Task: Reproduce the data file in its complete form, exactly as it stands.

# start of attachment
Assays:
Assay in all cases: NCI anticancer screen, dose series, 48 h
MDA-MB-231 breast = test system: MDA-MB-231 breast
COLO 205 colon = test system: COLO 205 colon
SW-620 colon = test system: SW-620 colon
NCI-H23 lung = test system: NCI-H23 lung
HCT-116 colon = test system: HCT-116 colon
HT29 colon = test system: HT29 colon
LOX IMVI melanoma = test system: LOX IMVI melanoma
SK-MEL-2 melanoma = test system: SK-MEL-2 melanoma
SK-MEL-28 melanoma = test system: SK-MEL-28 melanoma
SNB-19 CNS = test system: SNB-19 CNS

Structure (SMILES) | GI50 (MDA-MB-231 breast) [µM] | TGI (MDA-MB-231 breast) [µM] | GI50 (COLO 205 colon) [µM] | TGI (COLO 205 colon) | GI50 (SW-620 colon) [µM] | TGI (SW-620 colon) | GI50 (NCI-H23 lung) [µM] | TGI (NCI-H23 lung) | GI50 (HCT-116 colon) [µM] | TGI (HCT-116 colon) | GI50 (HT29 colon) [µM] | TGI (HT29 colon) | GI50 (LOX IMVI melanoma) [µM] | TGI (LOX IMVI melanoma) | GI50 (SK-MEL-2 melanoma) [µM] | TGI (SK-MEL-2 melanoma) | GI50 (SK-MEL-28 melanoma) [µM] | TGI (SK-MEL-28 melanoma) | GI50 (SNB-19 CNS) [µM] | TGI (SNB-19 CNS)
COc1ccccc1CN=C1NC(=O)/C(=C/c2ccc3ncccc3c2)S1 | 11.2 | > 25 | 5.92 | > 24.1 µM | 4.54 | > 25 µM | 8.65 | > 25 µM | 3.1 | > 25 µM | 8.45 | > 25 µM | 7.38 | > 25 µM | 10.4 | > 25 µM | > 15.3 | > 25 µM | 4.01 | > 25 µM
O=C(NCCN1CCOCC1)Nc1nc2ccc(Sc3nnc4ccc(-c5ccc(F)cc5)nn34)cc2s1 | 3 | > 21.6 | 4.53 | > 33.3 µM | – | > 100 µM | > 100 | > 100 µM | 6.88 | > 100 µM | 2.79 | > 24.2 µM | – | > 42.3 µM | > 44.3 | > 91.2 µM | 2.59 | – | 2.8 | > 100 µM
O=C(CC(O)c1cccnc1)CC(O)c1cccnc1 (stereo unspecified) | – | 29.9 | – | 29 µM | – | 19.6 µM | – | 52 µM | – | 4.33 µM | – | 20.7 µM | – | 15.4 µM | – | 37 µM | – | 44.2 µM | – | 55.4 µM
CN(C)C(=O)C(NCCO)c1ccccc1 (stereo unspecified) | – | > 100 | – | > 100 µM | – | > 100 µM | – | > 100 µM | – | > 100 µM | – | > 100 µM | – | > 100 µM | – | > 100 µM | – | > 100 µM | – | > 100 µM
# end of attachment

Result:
Assays:
Assay in all cases: NCI anticancer screen, dose series, 48 h
MDA-MB-231 breast = test system: MDA-MB-231 breast
COLO 205 colon = test system: COLO 205 colon
SW-620 colon = test system: SW-620 colon
NCI-H23 lung = test system: NCI-H23 lung
HCT-116 colon = test system: HCT-116 colon
HT29 colon = test system: HT29 colon
LOX IMVI melanoma = test system: LOX IMVI melanoma
SK-MEL-2 melanoma = test system: SK-MEL-2 melanoma
SK-MEL-28 melanoma = test system: SK-MEL-28 melanoma
SNB-19 CNS = test system: SNB-19 CNS

Structure (SMILES) | GI50 (MDA-MB-231 breast) [µM] | TGI (MDA-MB-231 breast) [µM] | GI50 (COLO 205 colon) [µM] | TGI (COLO 205 colon) | GI50 (SW-620 colon) [µM] | TGI (SW-620 colon) | GI50 (NCI-H23 lung) [µM] | TGI (NCI-H23 lung) | GI50 (HCT-116 colon) [µM] | TGI (HCT-116 colon) | GI50 (HT29 colon) [µM] | TGI (HT29 colon) | GI50 (LOX IMVI melanoma) [µM] | TGI (LOX IMVI melanoma) | GI50 (SK-MEL-2 melanoma) [µM] | TGI (SK-MEL-2 melanoma) | GI50 (SK-MEL-28 melanoma) [µM] | TGI (SK-MEL-28 melanoma) | GI50 (SNB-19 CNS) [µM] | TGI (SNB-19 CNS)
COc1ccccc1CN=C1NC(=O)/C(=C/c2ccc3ncccc3c2)S1 | 11.2 | > 25 | 5.92 | > 24.1 µM | 4.54 | > 25 µM | 8.65 | > 25 µM | 3.1 | > 25 µM | 8.45 | > 25 µM | 7.38 | > 25 µM | 10.4 | > 25 µM | > 15.3 | > 25 µM | 4.01 | > 25 µM
O=C(NCCN1CCOCC1)Nc1nc2ccc(Sc3nnc4ccc(-c5ccc(F)cc5)nn34)cc2s1 | 3 | > 21.6 | 4.53 | > 33.3 µM | – | > 100 µM | > 100 | > 100 µM | 6.88 | > 100 µM | 2.79 | > 24.2 µM | – | > 42.3 µM | > 44.3 | > 91.2 µM | 2.59 | – | 2.8 | > 100 µM
O=C(CC(O)c1cccnc1)CC(O)c1cccnc1 (stereo unspecified) | – | 29.9 | – | 29 µM | – | 19.6 µM | – | 52 µM | – | 4.33 µM | – | 20.7 µM | – | 15.4 µM | – | 37 µM | – | 44.2 µM | – | 55.4 µM
CN(C)C(=O)C(NCCO)c1ccccc1 (stereo unspecified) | – | > 100 | – | > 100 µM | – | > 100 µM | – | > 100 µM | – | > 100 µM | – | > 100 µM | – | > 100 µM | – | > 100 µM | – | > 100 µM | – | > 100 µM